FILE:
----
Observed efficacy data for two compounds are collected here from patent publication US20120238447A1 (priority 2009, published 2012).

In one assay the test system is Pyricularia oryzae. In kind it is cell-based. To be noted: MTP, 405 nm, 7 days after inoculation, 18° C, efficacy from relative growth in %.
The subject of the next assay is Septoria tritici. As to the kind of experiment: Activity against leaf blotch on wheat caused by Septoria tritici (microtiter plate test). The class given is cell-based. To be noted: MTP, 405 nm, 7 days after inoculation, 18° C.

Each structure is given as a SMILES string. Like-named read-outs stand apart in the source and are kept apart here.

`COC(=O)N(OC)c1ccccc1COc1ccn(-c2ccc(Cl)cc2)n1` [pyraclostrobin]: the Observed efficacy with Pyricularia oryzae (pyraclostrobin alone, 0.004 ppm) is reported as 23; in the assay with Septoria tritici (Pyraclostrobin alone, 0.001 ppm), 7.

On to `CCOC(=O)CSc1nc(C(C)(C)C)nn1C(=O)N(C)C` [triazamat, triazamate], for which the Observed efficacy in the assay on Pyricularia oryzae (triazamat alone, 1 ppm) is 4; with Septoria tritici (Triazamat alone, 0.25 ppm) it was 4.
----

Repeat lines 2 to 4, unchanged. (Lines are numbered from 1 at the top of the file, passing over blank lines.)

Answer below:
In one assay the test system is Pyricularia oryzae. In kind it is cell-based. To be noted: MTP, 405 nm, 7 days after inoculation, 18° C, efficacy from relative growth in %.
The subject of the next assay is Septoria tritici. As to the kind of experiment: Activity against leaf blotch on wheat caused by Septoria tritici (microtiter plate test). The class given is cell-based. To be noted: MTP, 405 nm, 7 days after inoculation, 18° C.

Each structure is given as a SMILES string. Like-named read-outs stand apart in the source and are kept apart here.